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House Of Heavy - "House Of Heavy" (CD)

House Of Heavy - "House Of Heavy" CD cover image

"House Of Heavy" track listing:

1. HOH (1:41)
2. Warpaint (5:25)
3. Pure (4:28)
4. A Hard Mans Lyric (5:23)
5. Ride Shotgun (4:28)
6. God vs. God (5:03)
7. Broken (4:45)
8. Tomorrow May Never Come (4:56)
9. Crash And Burn (5:19)
10. My Black Rose (1:40)
11. No Friend Of Mine (4:06)
12. The Blues (4:37)
13. Billy's Got A Gun (5:04)
14. Stay (6:00)

Reviewed by on March 29, 2009

"Probably never before have I come across an album that can tame the beast in fans of traditional metal, while still appealing to glam and radio metal listeners. "

When you listen to Swedish metal band House Of Heavy, it quickly becomes apparent that bassist Henrik Lundberg was raised on a healthy dose of Slayer and Megadeth, while vocalist and guitarist Mattias Wellhag rocked out to Van Halen and 80s glam stars. The fact that these two didn’t knock each other out in a battle of the genres is amazing, but even more phenomenal is the fact that they formed their own band, and combined the best of both sounds to create something unique.

Probably never before have I come across an album that can tame the beast in fans of traditional metal, while still appealing to glam and radio metal listeners. With an opening track that actually should be lumped into the intro to the second song, "Warpaint," House Of Heavy begins with a relentless bass drum and a quarter note attack on bass guitar, before the surprisingly high range, melodic glam style vocals of Wellhag enter the scene.

Wellhag’s voice is good, but not fantastic, while having the chameleon quality of sounding at times anywhere from Ozzy to David Lee Roth to Axl Rose, sans the screams. But no matter whether he’s rocking out on an arena rock or anthemic tune, or adding a touch of industrial distorted sounds like on "A Hard Mans Lyric," the assault provided courtesy of the bass and drums never stops. The best example of their unique style is probably "Ride Shotgun," which opens with a mosh pit inducing intro, before leading you through a chorus that sounds like a beefed up metal version of Van Halen’s "Jamie’s Cryin," and finally, an ending that makes you feel like you’re listening to USC’s marching band.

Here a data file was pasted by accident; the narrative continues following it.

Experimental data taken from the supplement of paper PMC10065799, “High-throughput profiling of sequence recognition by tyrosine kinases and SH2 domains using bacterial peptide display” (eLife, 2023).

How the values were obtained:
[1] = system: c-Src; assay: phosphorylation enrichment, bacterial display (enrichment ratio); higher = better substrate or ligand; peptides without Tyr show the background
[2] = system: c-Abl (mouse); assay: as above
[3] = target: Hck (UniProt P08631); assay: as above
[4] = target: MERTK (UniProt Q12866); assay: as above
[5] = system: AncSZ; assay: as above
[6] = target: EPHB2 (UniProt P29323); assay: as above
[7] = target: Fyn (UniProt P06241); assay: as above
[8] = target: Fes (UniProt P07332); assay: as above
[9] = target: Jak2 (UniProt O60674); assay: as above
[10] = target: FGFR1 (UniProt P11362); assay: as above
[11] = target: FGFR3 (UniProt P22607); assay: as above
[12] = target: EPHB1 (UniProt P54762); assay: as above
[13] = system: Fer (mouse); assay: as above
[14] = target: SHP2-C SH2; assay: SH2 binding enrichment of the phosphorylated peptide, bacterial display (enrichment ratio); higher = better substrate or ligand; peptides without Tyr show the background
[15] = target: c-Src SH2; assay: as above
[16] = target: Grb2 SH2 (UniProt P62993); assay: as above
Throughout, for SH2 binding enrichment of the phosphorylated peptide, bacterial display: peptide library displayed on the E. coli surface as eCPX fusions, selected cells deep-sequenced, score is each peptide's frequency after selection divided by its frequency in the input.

Fans of Disturbed should pay special attention to tracks three and eleven, "Pure," and "No Friend Of Mine," respectively. "Pure" has a good blend of barely discernible classic piano tucked beneath a spiraling, sustained guitar, and "No Friend Of Mine" even has a breakdown distorted and twisted enough to entice some Slipknot fans.

One aspect that shouldn’t be ignored in "House Of Heavy" is its carefully woven industrial sound. Even the quirky "God vs. God," which actually opens with an organ and choir rendition of "Amazing Grace," progresses into an industrial/progressive rock tune near the end. The darkest industrial sound appears on track nine, "Crash And Burn," before Wellhag’s melodic vocals transform it into an epic arena rock chorus.

The biggest surprise, though, comes with the aptly named tune "The Blues." The intro here sounds straight out of the Mississippi Delta, and is totally unexpected, but well executed. A blistering blues guitar meshes perfectly with the pure metal chorus.

Not to ignore glam fans, my recommendation for you is track thirteen, "Billy’s Got A Gun." It provides plenty of screams and shreds to provide your fix, while not alienating more hardcore fans, as the tune isn’t as showy as the legends of this sub-genre.

House Of Heavy’s debut isn’t the best album I’ve ever heard, but it earns kudos for being pretty good as far as debuts go, and for having the balls to courageously embrace the light and dark sides of the metal scene. Though some may not like their approach, it’s a good way to establish them as something unique. Hopefully listeners won’t be so closed-minded as to pigeon-hole these guys into one specific metal sub-genre, because their style is great the way it is. This debut may not earn one of my highest ratings, but it definitely makes me excited about House Of Heavy’s future.

Highs: Incredible ability to combine glam, hardcore and industrial into something that meshes well.

Lows: A couple tracks were a bit too short, and could have benefited from some extra time and lyrics.

Bottom line: A debut album that has something to entice listeners of just about every sub-genre.

Rated 3.5 out of 5 skulls
3.5 out of 5 skulls


Key
Rating Description
Rated 5 out of 5 skulls Perfection. (No discernable flaws; one of the reviewer's all-time favorites)
Rated 4.5 out of 5 skulls Near Perfection. (An instant classic with some minor imperfections)
Rated 4 out of 5 skulls Excellent. (An excellent effort worth picking up)
Rated 3.5 out of 5 skulls Good. (A good effort, worth checking out or picking up)
Rated 3 out of 5 skulls Decent. (A decent effort worth checking out if the style fits your tastes)
Rated 2.5 out of 5 skulls Average. (Nothing special; worth checking out if the style fits your taste)
Rated 2 out of 5 skulls Fair. (There is better metal out there)
< 2 skulls Pretty Bad. (Don't bother)